PHOTO SERIES

A Ukrainian soldier playfully tosses a grenade during a visit to old 93rd Brigade positions.

A Ukrainian soldier playfully tosses a grenade during a visit to old 93rd Brigade positions.

Pisky was once a popular summer retreat, the shores of its river lined with palatial mansions and summer houses.

Pisky was once a popular summer retreat, the shores of its river lined with palatial mansions and summer houses.

The Human Impact of War

Photos and words by Bryce Wilson.


Pisky was once a summer getaway hotspot. It was the place rich families would holiday during the warmer months, living in palatial estates complete with swimming pools and diving boards. I watch stray dogs run throughout town scrounging food, the sound of guns chattering in the distance breaks the eerie silence over Pisky. The cold air bites at my skin, a sign of the winter creeping across Ukraine. I catch falling snow in my hands while I walk.

“Once you see Pisky, you don’t need to see Chernobyl,” a Ukrainian soldier says to me.

After months of non-stop fighting and conflict, Pisky is now destroyed. Pisky lies extremely close to the Donetsk Airport, the scene for battles that would end in the deaths of hundreds of soldiers from both sides of the war. Buildings in Pisky have been converted into military positions, fortified fighting positions in windows are a common sight. Basements became bunkers, a hopeful safe haven during devastating artillery barrages.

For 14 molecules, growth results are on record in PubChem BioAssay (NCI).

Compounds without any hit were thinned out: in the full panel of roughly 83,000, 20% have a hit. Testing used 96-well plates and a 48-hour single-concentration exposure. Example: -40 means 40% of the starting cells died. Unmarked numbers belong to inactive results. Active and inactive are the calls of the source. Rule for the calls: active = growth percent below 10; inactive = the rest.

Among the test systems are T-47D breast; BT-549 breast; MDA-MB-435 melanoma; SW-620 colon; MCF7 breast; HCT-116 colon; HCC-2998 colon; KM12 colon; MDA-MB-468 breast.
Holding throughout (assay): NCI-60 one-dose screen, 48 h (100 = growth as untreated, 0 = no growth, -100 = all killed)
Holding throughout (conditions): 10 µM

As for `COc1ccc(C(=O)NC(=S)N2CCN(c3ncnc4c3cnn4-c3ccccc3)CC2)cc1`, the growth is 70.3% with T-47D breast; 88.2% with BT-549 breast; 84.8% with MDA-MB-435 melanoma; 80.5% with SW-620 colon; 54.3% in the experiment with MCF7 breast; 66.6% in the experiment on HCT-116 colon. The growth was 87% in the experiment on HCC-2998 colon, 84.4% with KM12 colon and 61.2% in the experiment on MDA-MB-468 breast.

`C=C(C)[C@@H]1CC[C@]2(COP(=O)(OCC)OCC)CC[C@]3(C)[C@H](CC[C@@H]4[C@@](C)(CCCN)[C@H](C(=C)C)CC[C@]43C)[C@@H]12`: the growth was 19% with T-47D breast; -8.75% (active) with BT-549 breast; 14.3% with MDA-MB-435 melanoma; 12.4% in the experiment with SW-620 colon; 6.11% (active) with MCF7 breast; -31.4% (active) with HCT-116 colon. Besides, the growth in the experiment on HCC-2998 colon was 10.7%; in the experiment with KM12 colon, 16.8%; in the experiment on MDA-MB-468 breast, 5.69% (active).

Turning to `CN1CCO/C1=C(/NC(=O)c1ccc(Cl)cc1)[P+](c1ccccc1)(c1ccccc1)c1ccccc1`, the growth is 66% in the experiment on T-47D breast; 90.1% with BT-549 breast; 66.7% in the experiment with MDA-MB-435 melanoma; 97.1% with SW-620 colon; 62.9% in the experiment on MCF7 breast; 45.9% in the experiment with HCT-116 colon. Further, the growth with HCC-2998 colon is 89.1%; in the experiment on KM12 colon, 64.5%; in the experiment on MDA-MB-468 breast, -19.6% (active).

I am told that the Ukrainian forces in Pisky rarely saw the enemy they were fighting against. Instead, it was long-range warfare: tank strikes, artillery barrages, and snipers. Pisky was a town where life and death came down to being in the wrong place, at the wrong time. One reading room I stepped into was hit by a tank shell. Nearby, books have been pierced by a bullet from a sniper rifle a kilometre away. There was no escape from the constant danger and death.

We walk into an old school, wind howling through long hallways. Chairs are still up on tables, books left open, waiting for a class that will never come. Notebooks and equipment are strewn about, happy education slogans and bursts of colour a glaring contrast to the background of destruction. Ukrainian soldiers erected a makeshift cross in the school’s courtyard, a memorial to friends and comrades lost in the fighting.